GUEST REVIEW: Eager to accelerate innovation and gain competitive advantage, a growing number of Australian organizations are turning to cloud-native architectures and DevOps practices. The logic is that this will allow for faster development cycles and the ability to take advantage of new opportunities as they arise.
However, the resulting increased pace of software development cycles is putting pressure on IT security. Faced with tight deadlines, developers risk overlooking security or focusing on innovation at the expense of security.
Worryingly, according to a poll Per Threat Stack, 52% of companies admit to reducing security measures to meet business objectives, which could leave critical systems vulnerable to exploitation. This is because maintaining security is a challenging task and can add to the workload of already busy development teams.
One factor contributing to this complexity is the growing use of Kubernetes as a container orchestration system. Because it offers flexibility and a consistent code-based experience, Kubernetes has quickly become the platform of choice for developers.
The role of machine identities
When it comes to managing a Kubernetes ecosystem, a key source of risk stems from how organizations configure and manage machine identities. Every time a developer puts a microservice, container, or virtual machine into production, they must assign it an identity so that they can securely communicate with and manage that identity throughout its lifecycle.
The increasing use of cloud-based resources is also contributing to the explosion in the number of machine identities. Without consistent security standards and the appropriate tools to manage them, businesses risk becoming vulnerable to cyberattacks.
To address this issue, many companies are merging their development and security teams to form a DevSecOps capability. This makes sense in theory, however, with some reporting that the change is still not delivering the anticipated improvement in security.
According to research Conducted by Threat Stack, 85% of companies confirm that employing SecOps best practices is an important goal for them, yet only 35% say SecOps is currently an established practice.
Achieving DevSecOps Success
To enable a DevSecOps strategy to be successfully implemented, there are four key principles that must be followed.
1. Constantly monitor machine identities
With the pace of digital transformation increasing within many organizations, the number of machine identities that need to be managed is increasing. However, as many security teams are discovering, it is almost impossible to manually manage large volumes of digital identities without creating worrying security gaps.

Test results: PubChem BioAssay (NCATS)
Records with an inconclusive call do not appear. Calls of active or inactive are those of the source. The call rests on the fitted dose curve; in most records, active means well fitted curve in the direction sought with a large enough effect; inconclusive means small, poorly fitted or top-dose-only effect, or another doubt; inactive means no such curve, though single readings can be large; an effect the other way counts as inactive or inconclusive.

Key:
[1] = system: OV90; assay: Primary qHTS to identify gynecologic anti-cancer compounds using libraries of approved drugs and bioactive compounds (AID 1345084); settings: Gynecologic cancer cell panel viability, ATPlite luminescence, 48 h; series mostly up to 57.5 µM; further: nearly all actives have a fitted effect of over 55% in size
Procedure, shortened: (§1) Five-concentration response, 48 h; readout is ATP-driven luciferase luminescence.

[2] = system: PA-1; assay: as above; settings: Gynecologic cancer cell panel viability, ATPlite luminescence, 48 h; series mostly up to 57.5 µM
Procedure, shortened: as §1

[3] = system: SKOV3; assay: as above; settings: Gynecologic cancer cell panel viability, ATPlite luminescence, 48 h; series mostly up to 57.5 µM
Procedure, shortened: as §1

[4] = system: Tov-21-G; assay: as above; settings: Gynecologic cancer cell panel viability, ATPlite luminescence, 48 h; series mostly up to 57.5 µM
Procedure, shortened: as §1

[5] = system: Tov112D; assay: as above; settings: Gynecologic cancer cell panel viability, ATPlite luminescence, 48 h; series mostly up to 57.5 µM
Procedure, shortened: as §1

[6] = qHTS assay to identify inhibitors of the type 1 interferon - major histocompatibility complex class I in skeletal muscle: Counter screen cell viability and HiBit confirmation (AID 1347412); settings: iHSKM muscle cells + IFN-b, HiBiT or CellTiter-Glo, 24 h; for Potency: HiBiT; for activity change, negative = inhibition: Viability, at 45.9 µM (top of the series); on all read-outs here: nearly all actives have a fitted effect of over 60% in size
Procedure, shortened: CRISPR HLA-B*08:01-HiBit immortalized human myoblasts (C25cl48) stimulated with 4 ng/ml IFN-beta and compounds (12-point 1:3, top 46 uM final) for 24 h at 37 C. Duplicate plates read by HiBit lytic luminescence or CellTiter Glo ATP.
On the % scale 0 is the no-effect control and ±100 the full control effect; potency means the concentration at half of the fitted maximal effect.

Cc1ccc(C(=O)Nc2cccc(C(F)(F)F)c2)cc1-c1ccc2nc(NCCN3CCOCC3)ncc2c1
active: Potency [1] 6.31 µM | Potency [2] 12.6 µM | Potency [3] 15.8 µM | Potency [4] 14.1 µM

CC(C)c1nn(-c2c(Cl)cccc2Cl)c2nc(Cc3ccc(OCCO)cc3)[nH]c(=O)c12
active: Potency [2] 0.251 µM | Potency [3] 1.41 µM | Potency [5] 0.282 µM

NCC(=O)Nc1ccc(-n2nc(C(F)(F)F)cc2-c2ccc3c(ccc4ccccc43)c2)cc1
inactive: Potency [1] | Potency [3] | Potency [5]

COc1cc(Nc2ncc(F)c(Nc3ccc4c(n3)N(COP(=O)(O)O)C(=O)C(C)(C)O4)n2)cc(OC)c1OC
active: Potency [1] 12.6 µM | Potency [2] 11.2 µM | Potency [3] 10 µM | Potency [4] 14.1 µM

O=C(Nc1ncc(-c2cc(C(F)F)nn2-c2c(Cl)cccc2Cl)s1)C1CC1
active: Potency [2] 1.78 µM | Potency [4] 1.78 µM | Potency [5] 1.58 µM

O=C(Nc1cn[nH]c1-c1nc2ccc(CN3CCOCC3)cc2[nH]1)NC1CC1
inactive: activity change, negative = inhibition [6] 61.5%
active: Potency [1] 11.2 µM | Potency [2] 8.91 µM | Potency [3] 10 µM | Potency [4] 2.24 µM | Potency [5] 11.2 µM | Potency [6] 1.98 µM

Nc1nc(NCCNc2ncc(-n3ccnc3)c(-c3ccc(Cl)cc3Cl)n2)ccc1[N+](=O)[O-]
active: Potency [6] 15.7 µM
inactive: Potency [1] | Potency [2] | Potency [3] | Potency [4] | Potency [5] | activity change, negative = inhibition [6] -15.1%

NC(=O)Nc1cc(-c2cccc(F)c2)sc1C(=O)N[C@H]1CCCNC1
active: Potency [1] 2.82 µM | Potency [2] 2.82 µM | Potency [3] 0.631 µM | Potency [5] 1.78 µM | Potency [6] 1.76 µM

A better approach is to make use of automation tools that can continuously monitor machine identities. This will significantly reduce security incidents for cloud-native workloads while ensuring that organizations can keep up with the speed of modern development and increased use of cloud resources.
2. Keep a consistent approach
IT teams within many organizations make the mistake of being inconsistent when managing machine identities. Using multiple tools and methods to initiate machine identity security can lead to confusion within teams. By clearly defining and communicating simple execution processes, teams can ensure that the way they initiate machine identity security is always the same.
3. Achieve visibility throughout the organization
With many IT teams deploying multiple containers every minute during peak periods, it becomes difficult to maintain visibility across the entire IT infrastructure. Issues that might be missed include misconfigurations in containers or the underlying Kubernetes infrastructure.
By introducing automation, teams can scan containers at every stage to identify their most common vulnerability and create a policy to remove it.
4. Use an application isolation strategy
To ensure strong security, it’s also important to make sure you isolate applications. This approach will reduce the impact of any cyber attack by ensuring that a compromised application is less likely to affect other areas of an organization’s IT infrastructure. It also helps limit the risk of damage to a system when new applications or features are released.
For the best security, IT teams should introduce container runtime scanning. Once a container is in production, put the proper mechanisms in place to ensure the container remains secure.
The power of following a DevSecOps strategy
Despite the potentially crippling impact a cyber attack can have on an organization, many development teams still see security as holding their progress back. Could not be farther from the truth.
By combining development and security following a DevSecOps strategy, it is possible to integrate security into the development process. This ensures that the required measures can be implemented from the start without slowing down the development process.
Preventing cyber attacks is critical for all organizations, and a DevSecOps strategy is a big step in the right direction.